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September 10, 2004

Kern-el of truth

Okay, time for me to get into the amateur document analysis act.

One of the characteristics that the alleged forgeries exhibit is called kerning. This is a feature whereby two characters can be moved closer together than they ordinarily would if they "fit" properly. For example, the character pair WW needs to have a certain degree of spacing between them. The character pair AW, on the other hand, can be placed closer together, because the left-to-right slope of the right side of the A matches the left-to-right slope of the left side of the W. Computers can and do kern text. Typewriters are mechanically incapable of doing so.

The below is three letter-pairs. All three are taken from the alleged May 19, 1972 memo. In fact, all three are taken from the same sentence: "I told him he could do ET for three months or transfer."

As you can see, the pairs consist of a lowercase C, D, and F followed by a lowercase O. The blue lines are vertical. The lowercase O's are all lined up.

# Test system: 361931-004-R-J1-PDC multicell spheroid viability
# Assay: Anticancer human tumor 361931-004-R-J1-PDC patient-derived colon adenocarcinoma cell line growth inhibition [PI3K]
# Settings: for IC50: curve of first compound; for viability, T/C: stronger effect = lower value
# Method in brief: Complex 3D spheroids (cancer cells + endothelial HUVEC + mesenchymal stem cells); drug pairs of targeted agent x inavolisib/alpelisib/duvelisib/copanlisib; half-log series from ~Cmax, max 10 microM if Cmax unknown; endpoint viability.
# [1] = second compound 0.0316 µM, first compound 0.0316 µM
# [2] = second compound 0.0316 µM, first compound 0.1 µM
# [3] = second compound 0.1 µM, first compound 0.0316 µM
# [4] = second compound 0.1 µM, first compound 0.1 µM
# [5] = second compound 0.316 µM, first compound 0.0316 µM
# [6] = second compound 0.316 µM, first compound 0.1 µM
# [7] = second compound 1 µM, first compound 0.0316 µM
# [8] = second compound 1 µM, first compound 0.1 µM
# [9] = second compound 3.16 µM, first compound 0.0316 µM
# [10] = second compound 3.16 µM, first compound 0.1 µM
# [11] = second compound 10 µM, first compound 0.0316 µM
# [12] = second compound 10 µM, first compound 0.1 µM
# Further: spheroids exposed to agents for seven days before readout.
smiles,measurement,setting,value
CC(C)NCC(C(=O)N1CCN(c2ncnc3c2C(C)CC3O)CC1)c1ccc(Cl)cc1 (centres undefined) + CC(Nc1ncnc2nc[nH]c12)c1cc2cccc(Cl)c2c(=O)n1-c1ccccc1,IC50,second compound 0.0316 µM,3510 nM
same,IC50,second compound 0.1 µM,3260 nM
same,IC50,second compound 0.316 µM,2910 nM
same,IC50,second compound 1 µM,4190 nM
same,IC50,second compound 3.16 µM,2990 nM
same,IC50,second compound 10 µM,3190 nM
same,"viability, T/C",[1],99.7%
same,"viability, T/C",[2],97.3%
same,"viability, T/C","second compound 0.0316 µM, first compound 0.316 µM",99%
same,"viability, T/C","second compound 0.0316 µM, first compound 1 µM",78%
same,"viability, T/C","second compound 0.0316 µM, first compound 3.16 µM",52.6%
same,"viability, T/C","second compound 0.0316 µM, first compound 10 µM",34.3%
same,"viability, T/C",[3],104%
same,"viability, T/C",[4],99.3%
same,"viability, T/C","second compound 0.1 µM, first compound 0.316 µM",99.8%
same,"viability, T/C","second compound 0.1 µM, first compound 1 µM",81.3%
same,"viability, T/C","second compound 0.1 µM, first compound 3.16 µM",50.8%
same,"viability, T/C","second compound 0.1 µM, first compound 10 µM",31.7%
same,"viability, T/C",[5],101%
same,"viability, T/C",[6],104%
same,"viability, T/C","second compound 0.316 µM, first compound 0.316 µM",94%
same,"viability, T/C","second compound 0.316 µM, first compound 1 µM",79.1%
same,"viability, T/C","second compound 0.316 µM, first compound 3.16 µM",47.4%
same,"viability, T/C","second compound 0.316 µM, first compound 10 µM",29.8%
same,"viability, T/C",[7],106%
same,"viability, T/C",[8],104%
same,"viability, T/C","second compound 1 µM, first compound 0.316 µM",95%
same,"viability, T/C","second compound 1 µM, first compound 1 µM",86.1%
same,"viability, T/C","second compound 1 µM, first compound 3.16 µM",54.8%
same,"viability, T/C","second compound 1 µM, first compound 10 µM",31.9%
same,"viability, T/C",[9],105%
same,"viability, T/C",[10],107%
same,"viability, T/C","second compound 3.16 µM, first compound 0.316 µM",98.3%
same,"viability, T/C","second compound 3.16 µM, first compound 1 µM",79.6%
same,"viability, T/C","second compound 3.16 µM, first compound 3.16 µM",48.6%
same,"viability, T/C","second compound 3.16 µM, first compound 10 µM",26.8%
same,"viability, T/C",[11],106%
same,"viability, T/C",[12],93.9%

With the O's lined up, the C and the D line up, more or less. Actually, the C is slightly closer to its O than the D is, but it's not much of a difference. The FO pair, on the other hand, is kerned. The O fits under the overhang of the F, and so they're placed closer together. Although the F is about the same width as the C and the D, the left edge of the F is far offset from the left edges of the other two letters. In fact, the F's overhang actually overlaps its O by a little bit.

This wasn't done on a vintage 1972 typewriter.

September 10, 2004 in Election '04 | Permalink


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The Killian documents were not kerned. Overlapping of characters is a separate issue, and was something even mono-spaced typewriters could do (e.g. when using a "script" ball). I don't know whether any typewriters used an "overhanging" 'f' character, but it would not have been technically difficult.

Of course, whether the document /could/ have been produced using 1972 technology is irrelevant given that it so obviously /wasn't/.

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